Roman Technology and Engineering
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Titus Livius was quoted as saying, “Rome has grown since its humble beginnings that it is now overwhelmed by its own greatness.”, and his statement could not be more right (Livius 1823). During its reign, Rome quickly became the most technological and engineering advanced empire of its time.
This became undeniably clear to its citizens when these advancements improved their overall health, safety, and living conditions. These achievements not only allowed for Rome to expand its borders exponentially, but also allowed the empire to support a strong community and dominate the seas both through military prowess and through trade. Among many of the Romans engineering and technological feats, the aqueducts of Rome and their innovative shipbuilding advanced their culture remarkably.
One of the true testaments to Roman engineering is the Roman waterway system known as the aqueducts. The Roman aqueducts was a waterway system built to bring a constant flow of water into the empire in order to supply fountains, toilets, homes, etc. The aqueducts were built from a combination of stone, brick and the special volcanic cement, and stretched about 260 miles, 30 miles of which were visible arched structures (Heaton 2003). In order to maintain this massive water system, the Romans assigned a Curator Aquarum to oversee this project in which slaves, laborers, and legions all took part in building 11 separate aqueducts over a span of 500 years (Heaton 2003).
The first aqueduct was called the Aqua Appia and it was built in conjunction with the great southern road named Via Appia in and another aqueduct called the Aqua Novus stretched the farthest from the city, reaching approximately 59 miles away (Heaton 2003). Approximately 200 cities were supplied by the aqueducts and nearly 1 million inhabitants were capable of being supplied water by this vast system, far surpassing the capability of any civilization ever before.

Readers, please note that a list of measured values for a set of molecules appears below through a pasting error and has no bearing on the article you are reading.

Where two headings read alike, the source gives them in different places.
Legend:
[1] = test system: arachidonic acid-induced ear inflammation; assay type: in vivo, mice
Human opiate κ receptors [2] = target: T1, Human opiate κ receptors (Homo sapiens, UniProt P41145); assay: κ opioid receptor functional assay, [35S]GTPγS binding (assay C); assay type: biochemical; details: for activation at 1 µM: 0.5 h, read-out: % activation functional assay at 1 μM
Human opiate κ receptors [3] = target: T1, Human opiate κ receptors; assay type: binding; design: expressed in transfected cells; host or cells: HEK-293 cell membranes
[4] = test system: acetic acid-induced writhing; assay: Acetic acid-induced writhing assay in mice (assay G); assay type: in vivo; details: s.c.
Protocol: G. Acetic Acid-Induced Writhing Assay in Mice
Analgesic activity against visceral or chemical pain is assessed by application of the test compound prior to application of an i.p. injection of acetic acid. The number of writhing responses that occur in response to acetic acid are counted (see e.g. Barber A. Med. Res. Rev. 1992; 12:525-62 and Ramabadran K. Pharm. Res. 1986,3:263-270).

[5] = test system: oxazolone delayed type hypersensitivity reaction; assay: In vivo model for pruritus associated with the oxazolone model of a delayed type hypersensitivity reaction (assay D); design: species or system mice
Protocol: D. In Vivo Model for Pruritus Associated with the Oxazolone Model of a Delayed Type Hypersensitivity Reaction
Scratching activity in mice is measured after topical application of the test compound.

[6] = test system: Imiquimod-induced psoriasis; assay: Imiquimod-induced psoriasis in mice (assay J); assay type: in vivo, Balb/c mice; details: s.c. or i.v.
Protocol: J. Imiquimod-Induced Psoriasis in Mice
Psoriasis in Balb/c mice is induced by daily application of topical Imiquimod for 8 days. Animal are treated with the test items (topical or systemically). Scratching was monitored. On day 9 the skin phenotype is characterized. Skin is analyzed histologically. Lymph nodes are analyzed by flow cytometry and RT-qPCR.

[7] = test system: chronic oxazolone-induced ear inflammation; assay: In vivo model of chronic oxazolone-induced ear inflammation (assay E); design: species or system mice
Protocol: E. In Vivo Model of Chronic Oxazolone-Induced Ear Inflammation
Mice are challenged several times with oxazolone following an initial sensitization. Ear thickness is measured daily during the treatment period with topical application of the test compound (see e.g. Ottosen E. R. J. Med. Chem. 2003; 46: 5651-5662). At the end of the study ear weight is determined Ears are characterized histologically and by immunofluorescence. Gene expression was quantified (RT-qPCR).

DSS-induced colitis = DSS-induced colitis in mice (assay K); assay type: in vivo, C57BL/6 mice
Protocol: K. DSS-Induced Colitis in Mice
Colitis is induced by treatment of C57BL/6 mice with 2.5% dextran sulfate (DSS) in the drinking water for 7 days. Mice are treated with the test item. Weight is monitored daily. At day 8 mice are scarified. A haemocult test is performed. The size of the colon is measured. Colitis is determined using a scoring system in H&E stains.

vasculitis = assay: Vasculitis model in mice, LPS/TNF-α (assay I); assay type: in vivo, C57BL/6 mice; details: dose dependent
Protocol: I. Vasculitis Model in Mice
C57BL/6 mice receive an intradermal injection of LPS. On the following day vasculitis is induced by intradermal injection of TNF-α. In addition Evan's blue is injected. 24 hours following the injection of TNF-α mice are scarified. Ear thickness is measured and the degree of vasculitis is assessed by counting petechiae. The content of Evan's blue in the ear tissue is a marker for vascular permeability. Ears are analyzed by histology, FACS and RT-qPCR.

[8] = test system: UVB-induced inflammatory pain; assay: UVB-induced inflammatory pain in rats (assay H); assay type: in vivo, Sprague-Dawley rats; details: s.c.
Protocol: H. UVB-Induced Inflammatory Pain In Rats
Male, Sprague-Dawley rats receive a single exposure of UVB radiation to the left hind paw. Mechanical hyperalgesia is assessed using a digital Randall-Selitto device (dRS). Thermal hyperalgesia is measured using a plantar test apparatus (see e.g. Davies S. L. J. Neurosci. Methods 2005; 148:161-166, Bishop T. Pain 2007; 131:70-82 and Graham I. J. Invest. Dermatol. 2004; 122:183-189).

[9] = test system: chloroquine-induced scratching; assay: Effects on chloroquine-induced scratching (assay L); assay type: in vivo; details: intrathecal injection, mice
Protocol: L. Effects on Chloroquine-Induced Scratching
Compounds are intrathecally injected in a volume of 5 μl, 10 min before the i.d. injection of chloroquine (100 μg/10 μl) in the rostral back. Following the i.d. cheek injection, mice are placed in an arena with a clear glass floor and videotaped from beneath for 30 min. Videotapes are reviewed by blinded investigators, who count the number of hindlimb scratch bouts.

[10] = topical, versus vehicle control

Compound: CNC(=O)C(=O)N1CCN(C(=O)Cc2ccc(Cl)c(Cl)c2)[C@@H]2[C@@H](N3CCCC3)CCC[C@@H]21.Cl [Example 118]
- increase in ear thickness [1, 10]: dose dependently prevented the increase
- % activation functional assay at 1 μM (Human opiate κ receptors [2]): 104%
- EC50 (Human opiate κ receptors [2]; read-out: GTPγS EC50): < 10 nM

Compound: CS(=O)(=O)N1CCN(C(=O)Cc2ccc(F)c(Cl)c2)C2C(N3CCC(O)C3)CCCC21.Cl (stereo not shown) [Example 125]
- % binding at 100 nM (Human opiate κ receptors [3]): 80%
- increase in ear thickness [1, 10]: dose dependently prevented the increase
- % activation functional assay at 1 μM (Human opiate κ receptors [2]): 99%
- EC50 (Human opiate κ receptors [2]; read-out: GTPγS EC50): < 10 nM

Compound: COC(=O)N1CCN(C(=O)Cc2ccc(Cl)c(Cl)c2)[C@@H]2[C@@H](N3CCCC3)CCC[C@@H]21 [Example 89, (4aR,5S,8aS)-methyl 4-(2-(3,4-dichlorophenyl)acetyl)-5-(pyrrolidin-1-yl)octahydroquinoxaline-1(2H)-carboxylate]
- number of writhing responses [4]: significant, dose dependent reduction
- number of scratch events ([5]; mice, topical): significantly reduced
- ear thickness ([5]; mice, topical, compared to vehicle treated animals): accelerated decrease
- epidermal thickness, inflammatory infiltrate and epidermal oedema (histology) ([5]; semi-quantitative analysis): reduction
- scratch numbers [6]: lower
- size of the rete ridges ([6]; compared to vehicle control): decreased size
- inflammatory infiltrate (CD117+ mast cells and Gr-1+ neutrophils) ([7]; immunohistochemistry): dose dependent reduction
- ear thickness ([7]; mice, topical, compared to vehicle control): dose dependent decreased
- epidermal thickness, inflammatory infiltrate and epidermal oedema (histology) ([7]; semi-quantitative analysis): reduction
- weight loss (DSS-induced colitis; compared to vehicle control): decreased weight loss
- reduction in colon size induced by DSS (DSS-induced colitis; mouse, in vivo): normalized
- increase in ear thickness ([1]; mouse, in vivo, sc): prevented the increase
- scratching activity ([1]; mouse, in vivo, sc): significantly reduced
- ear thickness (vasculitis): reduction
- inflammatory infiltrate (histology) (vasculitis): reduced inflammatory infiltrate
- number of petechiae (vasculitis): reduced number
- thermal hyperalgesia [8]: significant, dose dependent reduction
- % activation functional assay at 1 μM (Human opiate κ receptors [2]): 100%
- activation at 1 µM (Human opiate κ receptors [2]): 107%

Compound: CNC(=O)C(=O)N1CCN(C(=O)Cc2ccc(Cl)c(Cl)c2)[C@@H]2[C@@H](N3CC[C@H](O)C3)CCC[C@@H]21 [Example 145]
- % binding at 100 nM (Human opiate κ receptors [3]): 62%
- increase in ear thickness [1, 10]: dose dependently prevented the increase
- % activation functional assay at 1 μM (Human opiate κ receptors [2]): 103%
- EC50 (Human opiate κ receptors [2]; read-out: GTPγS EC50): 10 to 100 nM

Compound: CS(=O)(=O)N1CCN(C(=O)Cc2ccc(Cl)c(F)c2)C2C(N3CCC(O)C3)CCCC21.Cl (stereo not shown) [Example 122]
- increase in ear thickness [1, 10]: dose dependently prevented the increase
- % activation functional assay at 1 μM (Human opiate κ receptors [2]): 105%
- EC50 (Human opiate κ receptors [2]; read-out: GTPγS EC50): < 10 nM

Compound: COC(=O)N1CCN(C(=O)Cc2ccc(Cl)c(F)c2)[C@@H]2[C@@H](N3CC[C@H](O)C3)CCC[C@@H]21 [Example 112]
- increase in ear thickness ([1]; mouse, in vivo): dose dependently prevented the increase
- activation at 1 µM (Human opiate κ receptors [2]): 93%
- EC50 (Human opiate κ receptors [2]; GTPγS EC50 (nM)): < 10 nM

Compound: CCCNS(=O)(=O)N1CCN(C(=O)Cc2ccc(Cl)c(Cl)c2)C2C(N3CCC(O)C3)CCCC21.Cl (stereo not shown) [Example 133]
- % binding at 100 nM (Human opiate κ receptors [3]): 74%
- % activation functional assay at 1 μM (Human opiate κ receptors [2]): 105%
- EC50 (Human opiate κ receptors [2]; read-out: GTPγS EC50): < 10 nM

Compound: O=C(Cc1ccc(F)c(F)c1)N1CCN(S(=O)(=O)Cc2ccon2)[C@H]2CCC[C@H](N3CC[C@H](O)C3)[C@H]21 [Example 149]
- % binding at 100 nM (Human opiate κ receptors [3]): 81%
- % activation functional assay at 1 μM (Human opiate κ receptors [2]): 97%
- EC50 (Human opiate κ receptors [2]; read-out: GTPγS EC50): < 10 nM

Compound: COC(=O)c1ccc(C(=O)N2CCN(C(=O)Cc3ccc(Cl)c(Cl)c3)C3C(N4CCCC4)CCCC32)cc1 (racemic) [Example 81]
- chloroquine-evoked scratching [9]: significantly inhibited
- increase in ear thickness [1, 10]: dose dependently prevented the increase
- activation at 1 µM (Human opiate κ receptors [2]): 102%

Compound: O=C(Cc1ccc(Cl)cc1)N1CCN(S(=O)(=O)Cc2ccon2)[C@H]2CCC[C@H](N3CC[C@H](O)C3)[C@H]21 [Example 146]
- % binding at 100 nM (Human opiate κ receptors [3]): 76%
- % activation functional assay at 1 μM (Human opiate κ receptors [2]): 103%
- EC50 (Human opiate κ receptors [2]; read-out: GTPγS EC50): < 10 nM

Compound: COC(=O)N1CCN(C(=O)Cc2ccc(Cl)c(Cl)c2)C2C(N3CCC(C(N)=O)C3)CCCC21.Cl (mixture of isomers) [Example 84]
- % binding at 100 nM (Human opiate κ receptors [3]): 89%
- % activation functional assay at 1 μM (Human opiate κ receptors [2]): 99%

One of Rome’s most important, if not the most important, engineering achievements was their ability to copy and improve the construction of already existent ships. The Romans had realized their rivers’ strategic importance for trade, protection and ultimately their own welfare. Trade was vital to Rome’s growth and development, and these new ships made this possible.
The Romans imported a variety of materials such as beef, iron, olive oil, and timber. They also exported wine, pottery, and papyrus among other things (McCormick, 1992). This helped to keep Rome’s economy sufficient. The Romans also developed a strong Navy to protect their trade routes from pirates. The Romans ingenuity and perseverance for a successful empire made them a great seaward force.
These technological and engineering achievements made Rome the dominating empire in ancient history. The contributing technology that led to the aqueducts and their understanding of sustainable agriculture made it possible for its population to live long, healthy, comfortable lives. This is still a dominant factor in present day sustainability. The Romans engineering superiority that created their unstoppable sea power also contributed to the success of this great civilization.
The History of Rome by Titus Livius. Translated from the Original with Notes and Illustrations by George Baker, A.M.. First American, from the Last London Edition, in Six Volumes (New York: Peter A. Mesier et al., 1823). Retrieved from: http://oll.libertyfund.org/?option=com_staticxt&staticfile=show.php%3Ftitle=170&Itemid=27 Heaton, Chris (2003). Roman Aqueducts. Retrieved from: http://www.unrv.com/culture/roman-aqueducts.php McCormick, M. (1992). Anthropology — rome and india: The ancient sea trade edited by vimala begley and richard daniel de puma. Choice, 30(2), 346-346. Retrieved from http://search.proquest.com/docview/226027715?accountid=32521